When I decided to embark on a year-long journey through the Indian subcontinent and Central Asia, the most economical way to get there from Cluj turned out to be hitchhiking to Istanbul and then flying to Colombo, Sri Lanka with Air Arabia. This offered the nice bonus of a day-long layover in the airline’s hub, the Emirate of Sharjah, from which I could easily visit Dubai as well.
I began by taking the bus from the airport to the centre of Sharjah. This trip of only 15 kilometres took nearly two hours, as we were soon stuck in one of the UAE’s notorious traffic jams. Evidently, while more prosperous residents drive their own cars or take taxis, Sharjah’s public transit system is relegated to foreign labourers. The bus was soon packed completely full of people from seemingly every part of the India, as well as a few Arabs from elsewhere. I saw very few native Emiratis during this day.
From the airport, we passed mansions built on the desert sands, many completed but without surrounding infrastructure, while others were still in the stage of construction. Our arrival in the centre of Sharjah was signalled by cut-rate auto parts stores, attracting traders from all over, and scattered highrise buildings where most of this emirate’s ever-expanding population is settling.
In Sharjah’s centre, I changed to another bus to Dubai, a rather quicker journey. Any border between the two emirates is unnoticeable, as throughout there is a growing forest of skyscrapers and shopping malls. None of this urban landscape was entirely new to me, for I had seen this construction boom in Shanghai and Hong Kong, and mall-based Arab society in Amman. However, the combination of the two in one place is remarkable, especially considering how isolated this part of the Arabian peninsula seems.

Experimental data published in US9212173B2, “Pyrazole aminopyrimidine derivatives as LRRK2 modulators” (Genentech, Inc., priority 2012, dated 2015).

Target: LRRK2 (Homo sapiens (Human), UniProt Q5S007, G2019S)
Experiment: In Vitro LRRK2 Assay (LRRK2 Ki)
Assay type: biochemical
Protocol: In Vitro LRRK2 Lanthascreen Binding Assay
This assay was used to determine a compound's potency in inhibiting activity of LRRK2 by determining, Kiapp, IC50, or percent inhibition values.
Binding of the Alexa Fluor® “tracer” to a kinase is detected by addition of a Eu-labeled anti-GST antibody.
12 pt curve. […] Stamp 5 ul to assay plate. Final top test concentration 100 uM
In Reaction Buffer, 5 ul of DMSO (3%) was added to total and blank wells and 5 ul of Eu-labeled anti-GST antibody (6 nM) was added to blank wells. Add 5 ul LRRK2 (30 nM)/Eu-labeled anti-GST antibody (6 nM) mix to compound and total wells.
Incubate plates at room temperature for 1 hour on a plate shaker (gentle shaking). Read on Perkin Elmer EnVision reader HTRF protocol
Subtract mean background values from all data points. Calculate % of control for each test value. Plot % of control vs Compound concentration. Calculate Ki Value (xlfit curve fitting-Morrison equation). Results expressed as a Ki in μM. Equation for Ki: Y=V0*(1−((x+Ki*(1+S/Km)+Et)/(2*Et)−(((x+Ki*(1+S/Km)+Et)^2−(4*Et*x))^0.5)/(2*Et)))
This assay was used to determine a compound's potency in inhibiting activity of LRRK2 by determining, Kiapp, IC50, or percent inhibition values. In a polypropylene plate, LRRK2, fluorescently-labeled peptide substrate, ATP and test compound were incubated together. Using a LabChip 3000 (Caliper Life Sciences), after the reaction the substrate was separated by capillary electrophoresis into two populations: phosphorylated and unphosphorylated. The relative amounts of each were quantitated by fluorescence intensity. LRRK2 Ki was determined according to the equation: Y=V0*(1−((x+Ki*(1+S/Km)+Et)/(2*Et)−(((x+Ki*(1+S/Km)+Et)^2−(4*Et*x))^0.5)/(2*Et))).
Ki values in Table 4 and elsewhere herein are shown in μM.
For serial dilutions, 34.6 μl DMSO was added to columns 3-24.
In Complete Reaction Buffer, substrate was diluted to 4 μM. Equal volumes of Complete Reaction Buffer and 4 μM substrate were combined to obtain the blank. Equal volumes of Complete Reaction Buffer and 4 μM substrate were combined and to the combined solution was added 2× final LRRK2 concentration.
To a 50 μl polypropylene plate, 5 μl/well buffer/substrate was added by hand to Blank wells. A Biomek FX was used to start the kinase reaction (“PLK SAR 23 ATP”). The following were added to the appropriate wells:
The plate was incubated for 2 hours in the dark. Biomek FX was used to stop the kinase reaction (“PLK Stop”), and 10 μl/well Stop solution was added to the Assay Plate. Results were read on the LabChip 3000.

As much as I admire Dubai’s can-do spirit and futuristic thinking, this entire phenomenon seems completely unsustainable. My first stop in Dubai was its Marina, where dozens and dozens of five-star hotels and expensive residencies host a population of Western expats served by blatantly exploited foreign labourers. Though this all sits in the middle of pure desert, the amount of water consumed, often for frivolous purposes, is unbelievable. Furthermore, think of the amount of energy consumed in air-conditioning this sweltering environment (even in October I could not stand much more than 10 minutes outside), and importing US and European-brand everything to preserve the illusion that these expats are still at home.
That’s not to mention the energy demands and pollution of the thousands of cars. After previous experiments in forward-thinking urban planning like Brasilia were criticized for requiring long car journeys to get around, Dubai’s failure to discourage car use from the start is hubristic.
After the Marina I walked around Bur Dubai for a while, a neighbourhood dominated by the Asian population. As nearly everyone around me was from India, an Indian restaurant seemed the best choice for something authentically local (otherwise I could have only gone with American fast-food chains). In terms of dining this way, Dubai proved surprisingly affordable. A delicious South Indian-style meal with generous portions cost only 13 dirham (little more than 2€). Transportation is cheap as well; none of the bus journeys, no matter how long, cost more than 5 dirham (less than 1€)
As appalled as I am by the unsustainability of this experiment, I really wish I could have spent more time in these two emirates to study them in more depth. As it was, I had to head back to the airport fairly early because of the evening traffic jams. Indeed, of the 12 hours I had free on this day, six were spent sitting in buses.